Pity Embraer (NYSE:ERJ) shareholders. For a stock investor, few things are worse than the earnings report that speaks of lower revenue and poor execution.

That's what greeted investors in the Brazilian aircraft manufacturer last week. Revenue fell roughly 1%. Per-share earnings, meanwhile, declined more than 17%.

For its part, management blamed production problems. Quoting from the press release:

"Due to difficulties with the production ramp-up of the EMBRAER 190 and EMBRAER 195 aircraft, especially those related to their wing assembly and supply chain delays, 37 aircraft were delivered in the last quarter of the year, and totaled 130 aircraft delivered in 2006. In light of the actions taken to solve these problems and the solutions pursued, Embraer revised its delivery forecast from 150 to 165-170 aircraft in 2007." [Emphasis mine.]

How bad is this? Notice the italics. These orders haven't been cancelled; they're just delayed. What's more, Embraer's reported backlog -- a measure of the value of the jets on order with customers like fellow Stock Advisor pick JetBlue (NASDAQ:JBLU) and US Airways (NYSE:LCC) -- grew to a record $14.8 billion.

That's incredibly impressive, especially since an ever-increasing portion of that total relates a fast-growing executive jet business. During 2006, for example, revenue from the sort of aircraft that birthed the term "jet set" rose 109%, to $582.1 million.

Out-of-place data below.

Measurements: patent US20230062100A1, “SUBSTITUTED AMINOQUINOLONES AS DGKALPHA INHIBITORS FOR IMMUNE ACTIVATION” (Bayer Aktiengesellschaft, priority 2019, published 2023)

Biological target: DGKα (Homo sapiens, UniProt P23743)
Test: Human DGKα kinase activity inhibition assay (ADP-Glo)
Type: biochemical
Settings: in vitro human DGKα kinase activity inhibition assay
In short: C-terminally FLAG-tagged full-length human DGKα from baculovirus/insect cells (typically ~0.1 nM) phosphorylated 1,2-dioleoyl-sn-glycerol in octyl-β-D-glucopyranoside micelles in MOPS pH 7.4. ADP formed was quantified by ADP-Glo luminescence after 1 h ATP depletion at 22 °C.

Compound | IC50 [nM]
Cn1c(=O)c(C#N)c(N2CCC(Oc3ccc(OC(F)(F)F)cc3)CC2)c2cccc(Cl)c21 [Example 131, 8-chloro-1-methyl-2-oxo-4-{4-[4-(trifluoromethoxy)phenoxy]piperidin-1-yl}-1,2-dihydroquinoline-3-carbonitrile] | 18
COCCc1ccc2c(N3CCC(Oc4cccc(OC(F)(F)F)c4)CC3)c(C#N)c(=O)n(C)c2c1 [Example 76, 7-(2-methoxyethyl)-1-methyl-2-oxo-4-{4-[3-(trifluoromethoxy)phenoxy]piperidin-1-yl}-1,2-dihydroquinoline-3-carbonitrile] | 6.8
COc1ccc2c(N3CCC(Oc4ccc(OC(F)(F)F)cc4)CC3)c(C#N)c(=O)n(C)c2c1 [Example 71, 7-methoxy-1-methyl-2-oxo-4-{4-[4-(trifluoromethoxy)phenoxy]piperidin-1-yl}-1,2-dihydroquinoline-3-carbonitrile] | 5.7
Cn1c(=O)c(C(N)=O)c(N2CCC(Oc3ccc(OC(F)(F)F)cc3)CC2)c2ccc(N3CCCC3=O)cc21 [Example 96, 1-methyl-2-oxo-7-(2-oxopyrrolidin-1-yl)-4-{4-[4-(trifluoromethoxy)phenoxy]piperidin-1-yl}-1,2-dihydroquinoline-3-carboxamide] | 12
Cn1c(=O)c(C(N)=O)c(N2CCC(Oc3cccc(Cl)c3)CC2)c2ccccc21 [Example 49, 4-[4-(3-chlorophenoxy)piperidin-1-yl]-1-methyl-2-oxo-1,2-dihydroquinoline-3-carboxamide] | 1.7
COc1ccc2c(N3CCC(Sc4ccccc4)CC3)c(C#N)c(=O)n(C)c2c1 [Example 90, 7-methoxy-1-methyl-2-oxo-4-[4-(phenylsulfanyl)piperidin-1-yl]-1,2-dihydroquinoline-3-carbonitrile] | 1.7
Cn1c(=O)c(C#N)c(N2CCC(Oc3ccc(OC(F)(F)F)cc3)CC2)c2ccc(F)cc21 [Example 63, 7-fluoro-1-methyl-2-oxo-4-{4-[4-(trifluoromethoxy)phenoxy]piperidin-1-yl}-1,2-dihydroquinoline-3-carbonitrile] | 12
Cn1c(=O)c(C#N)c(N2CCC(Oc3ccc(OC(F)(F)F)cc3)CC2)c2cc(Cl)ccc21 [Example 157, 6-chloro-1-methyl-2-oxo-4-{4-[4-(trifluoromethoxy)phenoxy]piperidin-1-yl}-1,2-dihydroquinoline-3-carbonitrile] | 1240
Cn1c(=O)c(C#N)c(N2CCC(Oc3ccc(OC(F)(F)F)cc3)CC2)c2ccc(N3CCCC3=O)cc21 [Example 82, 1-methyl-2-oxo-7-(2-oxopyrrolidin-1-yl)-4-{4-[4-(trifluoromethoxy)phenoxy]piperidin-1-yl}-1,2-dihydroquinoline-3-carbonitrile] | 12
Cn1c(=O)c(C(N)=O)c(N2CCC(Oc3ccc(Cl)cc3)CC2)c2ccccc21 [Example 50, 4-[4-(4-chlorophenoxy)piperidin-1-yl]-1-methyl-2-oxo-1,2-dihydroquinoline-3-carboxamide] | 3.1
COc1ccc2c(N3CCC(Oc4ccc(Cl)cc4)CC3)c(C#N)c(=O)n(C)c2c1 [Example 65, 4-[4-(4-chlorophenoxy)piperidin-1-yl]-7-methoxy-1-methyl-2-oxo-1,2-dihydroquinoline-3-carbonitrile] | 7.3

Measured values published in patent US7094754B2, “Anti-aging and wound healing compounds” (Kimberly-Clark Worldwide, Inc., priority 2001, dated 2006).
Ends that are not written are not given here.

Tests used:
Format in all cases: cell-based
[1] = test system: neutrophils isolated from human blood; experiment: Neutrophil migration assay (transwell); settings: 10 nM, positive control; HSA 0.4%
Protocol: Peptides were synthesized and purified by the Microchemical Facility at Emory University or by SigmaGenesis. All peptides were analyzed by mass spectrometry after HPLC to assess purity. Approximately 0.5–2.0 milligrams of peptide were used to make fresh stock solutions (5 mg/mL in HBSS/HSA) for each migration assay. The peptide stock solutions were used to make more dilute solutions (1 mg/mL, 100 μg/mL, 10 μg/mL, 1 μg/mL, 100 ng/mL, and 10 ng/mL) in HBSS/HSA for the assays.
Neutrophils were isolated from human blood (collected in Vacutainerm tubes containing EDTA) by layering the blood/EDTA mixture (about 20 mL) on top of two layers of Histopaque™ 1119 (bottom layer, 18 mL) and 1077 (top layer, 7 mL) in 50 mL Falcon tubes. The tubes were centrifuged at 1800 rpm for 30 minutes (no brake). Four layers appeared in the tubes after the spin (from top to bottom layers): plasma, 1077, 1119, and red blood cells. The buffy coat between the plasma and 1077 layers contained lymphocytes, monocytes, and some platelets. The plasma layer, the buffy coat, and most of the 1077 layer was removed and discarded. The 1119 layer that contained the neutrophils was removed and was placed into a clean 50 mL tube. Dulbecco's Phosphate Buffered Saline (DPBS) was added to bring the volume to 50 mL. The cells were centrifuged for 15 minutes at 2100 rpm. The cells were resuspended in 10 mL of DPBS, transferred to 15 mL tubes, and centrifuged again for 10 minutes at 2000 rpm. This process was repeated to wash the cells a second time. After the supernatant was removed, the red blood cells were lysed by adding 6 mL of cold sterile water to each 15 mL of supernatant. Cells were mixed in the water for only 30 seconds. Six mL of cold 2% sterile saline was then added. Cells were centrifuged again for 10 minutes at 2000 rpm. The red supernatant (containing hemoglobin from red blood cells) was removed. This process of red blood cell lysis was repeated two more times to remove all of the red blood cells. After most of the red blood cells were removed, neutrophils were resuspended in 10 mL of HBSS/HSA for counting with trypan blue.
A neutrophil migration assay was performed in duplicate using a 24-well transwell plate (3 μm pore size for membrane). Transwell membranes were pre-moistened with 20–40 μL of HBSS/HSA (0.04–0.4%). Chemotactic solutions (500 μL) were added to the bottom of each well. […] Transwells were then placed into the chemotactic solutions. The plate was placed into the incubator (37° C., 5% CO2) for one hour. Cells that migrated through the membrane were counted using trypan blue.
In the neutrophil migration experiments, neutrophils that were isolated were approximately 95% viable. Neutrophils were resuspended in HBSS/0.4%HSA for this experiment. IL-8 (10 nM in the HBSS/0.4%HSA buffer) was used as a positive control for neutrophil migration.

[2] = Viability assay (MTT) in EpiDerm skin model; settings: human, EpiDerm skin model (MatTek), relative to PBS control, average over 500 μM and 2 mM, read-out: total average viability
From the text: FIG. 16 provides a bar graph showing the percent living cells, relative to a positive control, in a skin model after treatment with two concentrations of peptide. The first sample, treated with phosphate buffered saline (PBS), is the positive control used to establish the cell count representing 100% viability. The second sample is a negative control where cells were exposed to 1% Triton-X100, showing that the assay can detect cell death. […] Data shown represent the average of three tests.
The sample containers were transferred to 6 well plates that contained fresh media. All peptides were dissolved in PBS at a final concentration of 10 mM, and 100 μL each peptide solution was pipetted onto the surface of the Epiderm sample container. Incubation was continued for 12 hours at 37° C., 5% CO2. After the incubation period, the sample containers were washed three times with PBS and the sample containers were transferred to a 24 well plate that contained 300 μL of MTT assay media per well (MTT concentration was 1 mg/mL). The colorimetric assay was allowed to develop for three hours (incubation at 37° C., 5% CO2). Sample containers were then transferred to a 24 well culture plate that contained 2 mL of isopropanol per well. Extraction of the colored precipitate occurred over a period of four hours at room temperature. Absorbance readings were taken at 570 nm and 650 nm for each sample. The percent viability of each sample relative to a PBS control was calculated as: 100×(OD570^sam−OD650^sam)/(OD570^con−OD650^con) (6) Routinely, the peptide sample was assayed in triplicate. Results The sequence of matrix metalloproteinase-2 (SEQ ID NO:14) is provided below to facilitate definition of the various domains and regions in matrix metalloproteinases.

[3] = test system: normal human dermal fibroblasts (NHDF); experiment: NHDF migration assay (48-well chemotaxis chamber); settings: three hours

But there's billions more in growth to be had, if researchers are to be believed. Management is keeping the faith by spending to create a direct sales force for the Phenom 100 and 300 and, according to The Associated Press, two new executive jets that will compete with similar models from Bombardier and Textron's (NYSE:TXT) Cessna group. Color me enthusiastic.

Were Embraer's results poor? No doubt. But with a massive backlog, a stable balance sheet, good management, and excellent long-term growth prospects, there's no reason to eject from this stock. If anything, now is probably a good time to board.

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Fool contributor Tim Beyers, who is ranked 1,411 out of more than 25,000 in our Motley Fool CAPS investor-intelligence database, wonders what it would be like to fly first class on an E190. Tim didn't own shares in any of the companies mentioned in this article at the time of publication. All of his portfolio holdings can be found at Tim's Fool profile. His thoughts on travel, Foolishness, and investing in general may be found in his blog. The Motley Fool's disclosure policy is always on time for departure.